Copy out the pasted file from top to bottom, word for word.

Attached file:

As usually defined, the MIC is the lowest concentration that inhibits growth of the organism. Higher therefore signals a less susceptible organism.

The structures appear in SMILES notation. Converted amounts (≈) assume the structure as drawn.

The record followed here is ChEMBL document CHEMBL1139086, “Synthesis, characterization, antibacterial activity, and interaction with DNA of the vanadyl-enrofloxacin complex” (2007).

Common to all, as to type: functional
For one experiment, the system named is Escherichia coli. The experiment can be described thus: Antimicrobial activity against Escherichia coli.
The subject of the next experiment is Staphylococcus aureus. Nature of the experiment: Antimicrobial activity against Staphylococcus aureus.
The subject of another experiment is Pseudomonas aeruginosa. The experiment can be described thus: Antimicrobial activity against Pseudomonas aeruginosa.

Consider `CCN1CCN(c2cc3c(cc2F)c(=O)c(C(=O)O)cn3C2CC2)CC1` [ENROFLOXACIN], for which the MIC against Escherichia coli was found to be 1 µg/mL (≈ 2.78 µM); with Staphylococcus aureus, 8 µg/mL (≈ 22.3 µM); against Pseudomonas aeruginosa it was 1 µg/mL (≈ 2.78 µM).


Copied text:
As usually defined, the MIC is the lowest concentration that inhibits growth of the organism. Higher therefore signals a less susceptible organism.

The structures appear in SMILES notation. Converted amounts (≈) assume the structure as drawn.

The record followed here is ChEMBL document CHEMBL1139086, “Synthesis, characterization, antibacterial activity, and interaction with DNA of the vanadyl-enrofloxacin complex” (2007).

Common to all, as to type: functional
For one experiment, the system named is Escherichia coli. The experiment can be described thus: Antimicrobial activity against Escherichia coli.
The subject of the next experiment is Staphylococcus aureus. Nature of the experiment: Antimicrobial activity against Staphylococcus aureus.
The subject of another experiment is Pseudomonas aeruginosa. The experiment can be described thus: Antimicrobial activity against Pseudomonas aeruginosa.

Consider `CCN1CCN(c2cc3c(cc2F)c(=O)c(C(=O)O)cn3C2CC2)CC1` [ENROFLOXACIN], for which the MIC against Escherichia coli was found to be 1 µg/mL (≈ 2.78 µM); with Staphylococcus aureus, 8 µg/mL (≈ 22.3 µM); against Pseudomonas aeruginosa it was 1 µg/mL (≈ 2.78 µM).